Fantasia 2021 with "Mad God"

From Georges Melies to Willis O'Brien to Ken Levine to the Rancor pit.

(Note: Moviegoing, whether it be at the theater or at home, brings about some expenses. If you enjoy this blog/newsletter and are so inclined to support it, please do follow along, subscribe, leave comments, and share it around. Many thanks!)


Dear Moviegoers,

It was to my recent and very pleasant surprise that I learned filmmaker and visual artist Phil Tippet had crafted Jabba the Hut and the Rancor for Return of the Jedi. Of course! Those most alive creations were first to come to my mind when watching Tippet’s long-gestating love affair of a movie, Mad God. It’s a film of horrible beauty and beautiful horror. It’s a film of monsters and imagination. It’s a dream and a nightmare. It’s all I could ever ask for.

This selection was no easy watch, but truly it was one the more satisfying and fulfilling movie experiences I’ve had in some time - even if viewed on a computer (large format theatrical, the kind that only museums used to host, would’ve been incredible). The almost ninety-minute feature of stop-motion chaos represents every available tool at cinema’s disposal, from the days of Georges Melies to the production of the original King Kong to Star Wars itself and, yes, to the making of video games like Bioshock.

There’s an open-world feel to Mad God that I couldn’t shake, almost interactive with joystick control. For sure, the only thing I was holding was my breath, but there was this built-in world so overwhelming that I begged to explore some more. The best movies and likely the best video games play with the illusion of worlds without end, without limits. This trickery borders on sorcery here, crafted and controlled by a true “mad god” in Tippet.

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It would be silly to attempt a full description of the tale that unfolds, but a snippet I’ll try:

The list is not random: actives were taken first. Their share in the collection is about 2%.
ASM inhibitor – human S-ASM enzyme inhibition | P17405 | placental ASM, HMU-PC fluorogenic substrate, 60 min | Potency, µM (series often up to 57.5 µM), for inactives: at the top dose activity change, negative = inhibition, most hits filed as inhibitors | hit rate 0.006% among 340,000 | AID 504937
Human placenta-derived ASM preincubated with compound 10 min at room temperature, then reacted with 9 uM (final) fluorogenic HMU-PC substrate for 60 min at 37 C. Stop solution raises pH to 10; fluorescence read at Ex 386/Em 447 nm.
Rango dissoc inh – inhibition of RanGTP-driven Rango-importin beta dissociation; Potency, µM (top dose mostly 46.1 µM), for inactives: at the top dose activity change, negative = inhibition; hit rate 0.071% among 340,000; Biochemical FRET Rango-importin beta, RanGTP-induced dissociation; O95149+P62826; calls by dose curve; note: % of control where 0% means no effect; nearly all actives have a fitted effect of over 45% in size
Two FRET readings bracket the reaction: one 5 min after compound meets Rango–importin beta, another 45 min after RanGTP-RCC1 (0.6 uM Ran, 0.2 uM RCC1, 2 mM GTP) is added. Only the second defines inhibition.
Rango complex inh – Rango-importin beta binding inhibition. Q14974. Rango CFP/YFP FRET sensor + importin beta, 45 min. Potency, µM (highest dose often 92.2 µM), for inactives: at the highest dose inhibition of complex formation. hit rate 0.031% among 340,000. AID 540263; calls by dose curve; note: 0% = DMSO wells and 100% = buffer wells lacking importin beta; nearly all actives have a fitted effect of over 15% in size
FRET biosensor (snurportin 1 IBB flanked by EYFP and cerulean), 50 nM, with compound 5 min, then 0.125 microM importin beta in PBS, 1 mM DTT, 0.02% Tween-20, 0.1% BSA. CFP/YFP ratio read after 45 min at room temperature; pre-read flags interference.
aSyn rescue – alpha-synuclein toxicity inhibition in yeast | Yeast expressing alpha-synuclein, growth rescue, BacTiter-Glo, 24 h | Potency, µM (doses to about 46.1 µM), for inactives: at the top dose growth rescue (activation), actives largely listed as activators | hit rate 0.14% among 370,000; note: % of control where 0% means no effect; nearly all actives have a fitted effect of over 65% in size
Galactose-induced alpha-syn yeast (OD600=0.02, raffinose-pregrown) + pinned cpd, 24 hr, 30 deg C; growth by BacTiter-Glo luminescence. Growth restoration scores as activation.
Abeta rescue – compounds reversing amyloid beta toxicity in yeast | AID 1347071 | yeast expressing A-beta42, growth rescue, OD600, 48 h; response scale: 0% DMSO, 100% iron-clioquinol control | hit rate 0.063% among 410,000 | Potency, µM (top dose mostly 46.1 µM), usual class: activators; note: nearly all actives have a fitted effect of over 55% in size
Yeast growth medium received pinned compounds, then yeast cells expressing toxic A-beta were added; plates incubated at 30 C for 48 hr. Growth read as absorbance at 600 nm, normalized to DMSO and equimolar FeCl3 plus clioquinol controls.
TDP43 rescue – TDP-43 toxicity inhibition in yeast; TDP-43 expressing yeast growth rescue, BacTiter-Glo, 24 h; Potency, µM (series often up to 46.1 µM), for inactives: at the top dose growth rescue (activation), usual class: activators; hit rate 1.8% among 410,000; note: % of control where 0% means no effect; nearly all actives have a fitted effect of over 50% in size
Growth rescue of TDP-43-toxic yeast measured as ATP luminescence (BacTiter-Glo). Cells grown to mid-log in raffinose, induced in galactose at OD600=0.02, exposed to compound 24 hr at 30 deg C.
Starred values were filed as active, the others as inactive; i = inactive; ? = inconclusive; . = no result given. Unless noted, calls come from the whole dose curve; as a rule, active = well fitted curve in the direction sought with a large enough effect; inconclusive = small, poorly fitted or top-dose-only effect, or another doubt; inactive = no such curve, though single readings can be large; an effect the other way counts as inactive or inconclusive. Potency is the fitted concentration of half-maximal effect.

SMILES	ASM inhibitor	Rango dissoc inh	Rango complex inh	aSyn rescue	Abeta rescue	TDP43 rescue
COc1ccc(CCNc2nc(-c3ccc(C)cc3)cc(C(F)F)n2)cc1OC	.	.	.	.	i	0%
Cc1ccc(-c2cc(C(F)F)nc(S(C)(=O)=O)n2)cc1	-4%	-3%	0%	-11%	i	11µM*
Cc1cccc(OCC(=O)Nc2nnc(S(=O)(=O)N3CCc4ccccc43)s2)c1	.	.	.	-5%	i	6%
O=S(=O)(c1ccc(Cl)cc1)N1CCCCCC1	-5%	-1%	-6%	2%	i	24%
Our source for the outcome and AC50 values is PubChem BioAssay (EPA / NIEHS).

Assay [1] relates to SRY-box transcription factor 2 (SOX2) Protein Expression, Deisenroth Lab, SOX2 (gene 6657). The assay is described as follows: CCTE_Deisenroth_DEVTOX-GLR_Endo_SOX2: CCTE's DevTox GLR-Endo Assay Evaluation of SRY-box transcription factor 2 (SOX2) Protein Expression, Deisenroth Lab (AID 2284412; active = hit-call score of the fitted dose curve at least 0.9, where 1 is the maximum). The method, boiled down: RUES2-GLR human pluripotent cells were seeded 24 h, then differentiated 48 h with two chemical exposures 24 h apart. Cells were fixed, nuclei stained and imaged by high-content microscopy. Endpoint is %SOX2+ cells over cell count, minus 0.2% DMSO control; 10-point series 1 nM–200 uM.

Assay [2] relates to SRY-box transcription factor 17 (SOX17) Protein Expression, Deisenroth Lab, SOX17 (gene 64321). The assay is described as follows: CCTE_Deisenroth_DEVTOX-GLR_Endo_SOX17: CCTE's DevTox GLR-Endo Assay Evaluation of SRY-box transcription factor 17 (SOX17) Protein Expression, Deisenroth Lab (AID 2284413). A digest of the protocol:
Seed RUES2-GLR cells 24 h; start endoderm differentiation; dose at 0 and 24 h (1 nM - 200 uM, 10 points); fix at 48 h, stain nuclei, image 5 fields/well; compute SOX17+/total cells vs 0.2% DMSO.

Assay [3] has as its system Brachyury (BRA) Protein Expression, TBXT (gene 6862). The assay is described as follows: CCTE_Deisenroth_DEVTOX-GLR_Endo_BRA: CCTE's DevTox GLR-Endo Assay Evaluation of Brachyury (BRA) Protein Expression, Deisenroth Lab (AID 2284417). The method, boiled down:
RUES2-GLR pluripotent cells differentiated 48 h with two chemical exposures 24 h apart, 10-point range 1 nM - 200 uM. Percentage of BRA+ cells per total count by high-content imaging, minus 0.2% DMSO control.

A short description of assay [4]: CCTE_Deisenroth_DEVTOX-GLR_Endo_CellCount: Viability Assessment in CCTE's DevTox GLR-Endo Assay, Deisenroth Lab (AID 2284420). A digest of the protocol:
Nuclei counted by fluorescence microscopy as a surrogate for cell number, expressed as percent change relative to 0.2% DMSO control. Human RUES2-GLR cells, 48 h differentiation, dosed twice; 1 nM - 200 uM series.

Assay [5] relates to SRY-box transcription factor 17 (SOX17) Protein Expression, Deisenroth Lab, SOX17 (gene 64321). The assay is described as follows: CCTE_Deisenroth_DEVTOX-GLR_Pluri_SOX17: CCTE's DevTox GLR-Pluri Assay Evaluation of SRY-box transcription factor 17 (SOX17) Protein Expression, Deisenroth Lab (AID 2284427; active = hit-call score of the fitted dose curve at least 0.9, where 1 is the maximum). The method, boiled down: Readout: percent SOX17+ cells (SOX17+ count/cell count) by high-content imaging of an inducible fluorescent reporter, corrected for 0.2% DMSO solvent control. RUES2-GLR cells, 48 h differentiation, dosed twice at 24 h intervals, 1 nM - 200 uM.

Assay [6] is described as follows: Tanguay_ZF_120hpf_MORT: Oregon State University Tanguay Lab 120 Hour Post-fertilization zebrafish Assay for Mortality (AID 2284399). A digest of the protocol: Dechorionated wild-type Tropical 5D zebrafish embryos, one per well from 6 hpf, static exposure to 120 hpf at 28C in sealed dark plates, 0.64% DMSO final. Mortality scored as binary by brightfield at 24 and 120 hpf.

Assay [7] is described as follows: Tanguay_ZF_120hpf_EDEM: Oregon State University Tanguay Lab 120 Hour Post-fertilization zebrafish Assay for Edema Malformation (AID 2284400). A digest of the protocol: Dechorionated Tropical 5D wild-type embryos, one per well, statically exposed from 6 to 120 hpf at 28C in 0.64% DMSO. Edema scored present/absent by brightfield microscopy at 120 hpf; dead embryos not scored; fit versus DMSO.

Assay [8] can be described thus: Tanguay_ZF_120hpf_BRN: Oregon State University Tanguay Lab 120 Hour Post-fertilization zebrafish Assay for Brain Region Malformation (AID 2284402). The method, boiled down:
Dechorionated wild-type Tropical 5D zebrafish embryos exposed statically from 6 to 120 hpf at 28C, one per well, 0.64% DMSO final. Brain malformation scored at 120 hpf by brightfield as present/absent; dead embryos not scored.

An explorer dives deep into an underworld of beasts and slaves, of torture and of iconography, driven by a mission and a map.

Mad God is almost entirely just a loose framework for a grand-scope exercise in creation, told with no real dialogue, but effects and behaviors most universally understood. The film taps into a language of the collective mind, something so tightly entrenched in all of us. It’s silent. Silent cinema. A throwback? It’s an interpretation of it. It’s a form of it. It is it.

Rich and boggling, Mad God surely will turn some people away, but it is for audiences everywhere. This is no movie that restricts itself to a set few - yes there’s darkness and disturbances, but what of our day-to-day lives? What of news broadcasts and short-form videos from across the world? This film wasn’t made “for the fans,” but for anyone.

While there are plenty of sequences to take away, my favorite occurs towards the end. A troll-like alchemist goes to his telescope, and views an old, somewhat “erotic” silent reel. He rubs his eyes, returns to the device, and views atomic bomb explosions. Stunning. It’s the history of humanity and the world as it is, through a device that shows us everything. I could mean telescope or movie projector. Or both.

Probably both.

There’s so much power for film to wield. We haven’t even scratched the surface. 5/5

Sincerely Yours in Moviegoing,

:)


(Note: Moviegoing, whether it be at the theater or at home, brings about some expenses. If you enjoy this blog/newsletter and are so inclined to support it, please do follow along, subscribe, leave comments, and share it around. Many thanks!)